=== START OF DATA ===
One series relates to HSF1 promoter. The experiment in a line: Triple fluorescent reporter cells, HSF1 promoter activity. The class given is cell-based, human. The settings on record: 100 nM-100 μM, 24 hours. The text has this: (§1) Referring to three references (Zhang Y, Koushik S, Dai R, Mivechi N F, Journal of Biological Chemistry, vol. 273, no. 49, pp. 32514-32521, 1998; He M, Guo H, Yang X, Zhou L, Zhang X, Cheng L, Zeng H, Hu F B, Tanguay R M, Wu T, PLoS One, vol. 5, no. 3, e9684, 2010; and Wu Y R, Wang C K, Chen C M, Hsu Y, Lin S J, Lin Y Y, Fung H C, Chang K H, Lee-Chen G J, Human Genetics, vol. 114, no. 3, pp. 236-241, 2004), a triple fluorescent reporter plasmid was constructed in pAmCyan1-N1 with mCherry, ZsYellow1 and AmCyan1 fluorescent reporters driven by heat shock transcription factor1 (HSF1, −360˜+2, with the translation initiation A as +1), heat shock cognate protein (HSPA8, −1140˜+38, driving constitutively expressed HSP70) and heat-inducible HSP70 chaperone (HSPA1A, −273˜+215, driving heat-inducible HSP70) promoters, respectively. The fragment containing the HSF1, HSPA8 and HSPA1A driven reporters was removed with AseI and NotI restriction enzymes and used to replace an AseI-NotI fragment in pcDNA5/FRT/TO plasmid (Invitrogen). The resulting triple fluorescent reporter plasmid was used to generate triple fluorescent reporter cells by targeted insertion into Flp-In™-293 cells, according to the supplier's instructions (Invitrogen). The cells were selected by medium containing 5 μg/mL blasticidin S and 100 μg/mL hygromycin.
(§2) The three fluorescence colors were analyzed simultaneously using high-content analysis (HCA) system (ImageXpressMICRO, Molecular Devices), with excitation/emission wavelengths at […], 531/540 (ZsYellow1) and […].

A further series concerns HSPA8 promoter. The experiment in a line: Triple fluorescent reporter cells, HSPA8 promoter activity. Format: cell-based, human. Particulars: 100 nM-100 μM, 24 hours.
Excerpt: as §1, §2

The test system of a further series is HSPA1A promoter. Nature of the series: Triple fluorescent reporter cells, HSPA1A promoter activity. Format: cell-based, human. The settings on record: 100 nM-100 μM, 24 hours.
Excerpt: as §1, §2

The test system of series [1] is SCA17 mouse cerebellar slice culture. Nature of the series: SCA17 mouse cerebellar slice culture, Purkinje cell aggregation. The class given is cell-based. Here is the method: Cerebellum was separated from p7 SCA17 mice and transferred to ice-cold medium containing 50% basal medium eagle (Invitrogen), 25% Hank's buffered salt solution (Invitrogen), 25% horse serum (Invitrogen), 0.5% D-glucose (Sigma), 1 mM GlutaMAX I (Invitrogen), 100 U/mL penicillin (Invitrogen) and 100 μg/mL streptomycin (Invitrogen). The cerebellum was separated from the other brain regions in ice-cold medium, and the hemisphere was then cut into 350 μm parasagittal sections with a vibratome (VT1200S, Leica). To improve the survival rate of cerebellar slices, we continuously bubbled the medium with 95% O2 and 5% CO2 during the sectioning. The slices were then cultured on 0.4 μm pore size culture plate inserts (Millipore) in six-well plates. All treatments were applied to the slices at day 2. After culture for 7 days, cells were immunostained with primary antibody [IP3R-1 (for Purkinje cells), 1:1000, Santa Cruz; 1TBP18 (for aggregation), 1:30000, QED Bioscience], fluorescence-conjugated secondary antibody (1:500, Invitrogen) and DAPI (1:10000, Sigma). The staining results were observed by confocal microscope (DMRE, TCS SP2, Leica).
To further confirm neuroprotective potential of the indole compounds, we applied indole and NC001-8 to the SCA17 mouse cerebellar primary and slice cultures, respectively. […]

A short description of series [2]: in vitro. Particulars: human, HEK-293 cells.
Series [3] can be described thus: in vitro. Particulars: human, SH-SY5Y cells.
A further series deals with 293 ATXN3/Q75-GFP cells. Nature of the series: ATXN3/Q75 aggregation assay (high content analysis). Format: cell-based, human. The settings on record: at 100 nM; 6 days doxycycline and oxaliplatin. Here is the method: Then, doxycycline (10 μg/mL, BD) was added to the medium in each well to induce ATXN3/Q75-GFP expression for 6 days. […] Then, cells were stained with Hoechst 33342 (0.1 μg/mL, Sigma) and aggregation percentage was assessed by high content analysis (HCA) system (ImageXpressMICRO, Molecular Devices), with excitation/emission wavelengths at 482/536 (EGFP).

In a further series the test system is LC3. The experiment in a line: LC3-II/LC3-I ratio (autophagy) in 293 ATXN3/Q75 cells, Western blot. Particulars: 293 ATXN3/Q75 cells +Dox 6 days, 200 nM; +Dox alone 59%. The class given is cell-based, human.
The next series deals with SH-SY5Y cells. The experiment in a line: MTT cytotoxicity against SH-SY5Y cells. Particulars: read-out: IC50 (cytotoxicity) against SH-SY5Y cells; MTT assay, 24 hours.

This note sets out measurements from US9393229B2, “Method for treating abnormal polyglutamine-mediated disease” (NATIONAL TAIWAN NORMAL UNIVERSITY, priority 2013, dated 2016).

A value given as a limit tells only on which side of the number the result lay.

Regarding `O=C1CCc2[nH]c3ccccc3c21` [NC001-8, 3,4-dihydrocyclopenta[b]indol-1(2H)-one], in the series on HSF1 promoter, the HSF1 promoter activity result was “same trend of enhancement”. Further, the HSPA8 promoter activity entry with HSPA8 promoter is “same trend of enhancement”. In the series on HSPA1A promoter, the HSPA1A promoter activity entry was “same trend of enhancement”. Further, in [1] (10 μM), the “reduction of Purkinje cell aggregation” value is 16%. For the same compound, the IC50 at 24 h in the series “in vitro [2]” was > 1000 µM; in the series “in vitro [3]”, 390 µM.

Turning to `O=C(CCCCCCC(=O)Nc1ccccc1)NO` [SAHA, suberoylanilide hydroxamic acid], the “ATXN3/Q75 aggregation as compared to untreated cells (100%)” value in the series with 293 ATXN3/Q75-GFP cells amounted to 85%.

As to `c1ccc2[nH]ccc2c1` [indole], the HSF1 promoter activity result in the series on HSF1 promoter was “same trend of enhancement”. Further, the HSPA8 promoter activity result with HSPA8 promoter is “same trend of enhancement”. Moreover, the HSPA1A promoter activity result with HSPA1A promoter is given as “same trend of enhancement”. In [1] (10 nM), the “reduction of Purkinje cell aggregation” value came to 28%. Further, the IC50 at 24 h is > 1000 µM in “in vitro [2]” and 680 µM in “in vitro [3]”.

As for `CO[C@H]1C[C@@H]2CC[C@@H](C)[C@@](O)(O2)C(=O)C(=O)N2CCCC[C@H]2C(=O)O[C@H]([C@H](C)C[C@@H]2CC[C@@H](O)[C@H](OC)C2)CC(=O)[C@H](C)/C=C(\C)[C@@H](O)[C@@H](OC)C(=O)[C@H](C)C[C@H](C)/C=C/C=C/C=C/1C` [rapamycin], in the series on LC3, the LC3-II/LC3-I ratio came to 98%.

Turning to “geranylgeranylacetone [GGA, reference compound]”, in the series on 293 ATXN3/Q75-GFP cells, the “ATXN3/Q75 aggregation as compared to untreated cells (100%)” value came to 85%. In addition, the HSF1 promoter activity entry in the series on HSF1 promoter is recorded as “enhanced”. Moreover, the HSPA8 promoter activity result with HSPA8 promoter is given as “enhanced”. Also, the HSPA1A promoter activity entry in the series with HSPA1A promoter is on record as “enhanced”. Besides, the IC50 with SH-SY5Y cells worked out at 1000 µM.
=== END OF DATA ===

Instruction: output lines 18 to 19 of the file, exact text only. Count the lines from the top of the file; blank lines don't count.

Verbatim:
As to `c1ccc2[nH]ccc2c1` [indole], the HSF1 promoter activity result in the series on HSF1 promoter was “same trend of enhancement”. Further, the HSPA8 promoter activity result with HSPA8 promoter is “same trend of enhancement”. Moreover, the HSPA1A promoter activity result with HSPA1A promoter is given as “same trend of enhancement”. In [1] (10 nM), the “reduction of Purkinje cell aggregation” value came to 28%. Further, the IC50 at 24 h is > 1000 µM in “in vitro [2]” and 680 µM in “in vitro [3]”.

As for `CO[C@H]1C[C@@H]2CC[C@@H](C)[C@@](O)(O2)C(=O)C(=O)N2CCCC[C@H]2C(=O)O[C@H]([C@H](C)C[C@@H]2CC[C@@H](O)[C@H](OC)C2)CC(=O)[C@H](C)/C=C(\C)[C@@H](O)[C@@H](OC)C(=O)[C@H](C)C[C@H](C)/C=C/C=C/C=C/1C` [rapamycin], in the series on LC3, the LC3-II/LC3-I ratio came to 98%.